The state Department of Health is inching toward declaring the outbreak of measles in Ohio is over. WKSU’s M.L. Schultze has the latest on an outbreak that has totaled hundreds of cases among Ohio’s Amish.
The last time state health officials got a report of a new case of measles was nearly two weeks ago—July 9—in Holmes County. But by the rule of thumb of the Centers for Disease Control, it’ll be another month, with no new cases, before the state can declare victory.
Still, Melanie Amato of the Ohio Department of Health says things seem to be under control, largely because counties spread the vaccination word – and the vaccine itself— and largely because the Amish population of central Ohio was ready to listen.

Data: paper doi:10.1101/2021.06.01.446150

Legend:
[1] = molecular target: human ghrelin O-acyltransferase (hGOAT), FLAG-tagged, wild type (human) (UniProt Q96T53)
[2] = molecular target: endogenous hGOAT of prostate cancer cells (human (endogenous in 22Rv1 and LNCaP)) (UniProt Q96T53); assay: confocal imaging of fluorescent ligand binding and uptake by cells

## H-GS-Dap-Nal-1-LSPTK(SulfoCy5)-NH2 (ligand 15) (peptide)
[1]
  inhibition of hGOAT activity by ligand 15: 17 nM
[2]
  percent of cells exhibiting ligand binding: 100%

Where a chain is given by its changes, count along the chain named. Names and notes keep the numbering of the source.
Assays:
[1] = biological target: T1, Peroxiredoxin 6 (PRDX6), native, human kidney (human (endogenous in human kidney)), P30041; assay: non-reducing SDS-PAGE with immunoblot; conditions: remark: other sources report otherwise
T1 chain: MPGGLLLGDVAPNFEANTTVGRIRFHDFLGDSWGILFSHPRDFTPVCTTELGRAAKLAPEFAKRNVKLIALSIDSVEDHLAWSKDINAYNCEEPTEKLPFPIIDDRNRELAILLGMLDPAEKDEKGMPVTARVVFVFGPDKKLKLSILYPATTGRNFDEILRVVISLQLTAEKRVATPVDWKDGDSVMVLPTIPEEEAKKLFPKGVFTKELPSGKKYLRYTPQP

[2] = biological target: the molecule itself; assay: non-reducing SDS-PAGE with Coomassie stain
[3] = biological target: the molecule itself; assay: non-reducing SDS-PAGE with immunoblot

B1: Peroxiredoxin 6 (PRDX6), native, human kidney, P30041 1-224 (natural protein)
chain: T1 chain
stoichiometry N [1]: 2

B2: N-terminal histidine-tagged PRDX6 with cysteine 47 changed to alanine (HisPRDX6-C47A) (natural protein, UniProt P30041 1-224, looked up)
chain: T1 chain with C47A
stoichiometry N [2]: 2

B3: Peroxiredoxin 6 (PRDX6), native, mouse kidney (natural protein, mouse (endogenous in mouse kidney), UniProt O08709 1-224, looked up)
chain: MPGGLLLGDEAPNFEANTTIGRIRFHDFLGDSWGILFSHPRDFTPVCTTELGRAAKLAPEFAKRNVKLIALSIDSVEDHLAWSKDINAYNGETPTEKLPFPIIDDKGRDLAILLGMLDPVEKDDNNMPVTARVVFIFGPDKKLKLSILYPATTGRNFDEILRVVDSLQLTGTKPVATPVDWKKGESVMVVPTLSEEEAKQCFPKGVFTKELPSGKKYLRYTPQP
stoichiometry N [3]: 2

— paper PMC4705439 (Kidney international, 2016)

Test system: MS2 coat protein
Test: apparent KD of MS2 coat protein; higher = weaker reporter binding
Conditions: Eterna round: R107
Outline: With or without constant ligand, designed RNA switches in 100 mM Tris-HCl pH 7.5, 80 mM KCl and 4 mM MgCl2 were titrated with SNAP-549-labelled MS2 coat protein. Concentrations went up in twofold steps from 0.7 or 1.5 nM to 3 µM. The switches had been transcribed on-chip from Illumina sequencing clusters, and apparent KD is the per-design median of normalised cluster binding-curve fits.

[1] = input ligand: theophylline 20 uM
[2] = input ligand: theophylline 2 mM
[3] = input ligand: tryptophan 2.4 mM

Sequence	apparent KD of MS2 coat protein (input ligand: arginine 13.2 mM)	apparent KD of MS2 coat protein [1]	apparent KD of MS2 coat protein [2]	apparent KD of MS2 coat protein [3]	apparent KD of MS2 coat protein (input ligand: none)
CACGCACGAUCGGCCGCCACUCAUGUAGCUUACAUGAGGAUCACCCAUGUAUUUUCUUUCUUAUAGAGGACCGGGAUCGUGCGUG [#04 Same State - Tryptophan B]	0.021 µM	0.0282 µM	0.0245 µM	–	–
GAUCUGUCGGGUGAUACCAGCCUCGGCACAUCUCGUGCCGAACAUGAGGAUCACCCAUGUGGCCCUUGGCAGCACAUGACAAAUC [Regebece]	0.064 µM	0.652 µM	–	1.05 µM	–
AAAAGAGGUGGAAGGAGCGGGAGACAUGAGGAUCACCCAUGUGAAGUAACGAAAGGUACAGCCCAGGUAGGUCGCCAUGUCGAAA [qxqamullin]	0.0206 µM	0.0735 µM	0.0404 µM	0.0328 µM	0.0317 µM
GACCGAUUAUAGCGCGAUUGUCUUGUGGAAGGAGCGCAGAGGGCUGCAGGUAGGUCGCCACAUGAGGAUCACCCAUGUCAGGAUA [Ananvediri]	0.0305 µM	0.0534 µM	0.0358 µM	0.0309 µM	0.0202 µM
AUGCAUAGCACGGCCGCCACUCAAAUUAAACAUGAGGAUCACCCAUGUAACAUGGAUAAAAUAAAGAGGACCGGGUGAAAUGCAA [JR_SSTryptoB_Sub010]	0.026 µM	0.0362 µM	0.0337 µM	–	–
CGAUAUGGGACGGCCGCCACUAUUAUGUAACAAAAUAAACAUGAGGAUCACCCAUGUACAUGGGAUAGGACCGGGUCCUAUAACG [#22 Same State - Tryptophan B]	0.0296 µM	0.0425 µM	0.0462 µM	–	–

“They got to see what the measles actually looked like in their own family or in their own community on first sight. Instead of hearing what could/should/may happen to you, I think the fact that they got to see it and experience it around their loved ones helped them to see why the vaccinations are so important in these outbreak situations.”
In all, Ohio has had 371 cases of measles reported in nine counties. That accounts for about two thirds of all the cases in the United States this year – and this year recorded the most cases of any year since measles was largely eradicated in the U.S. in 2000.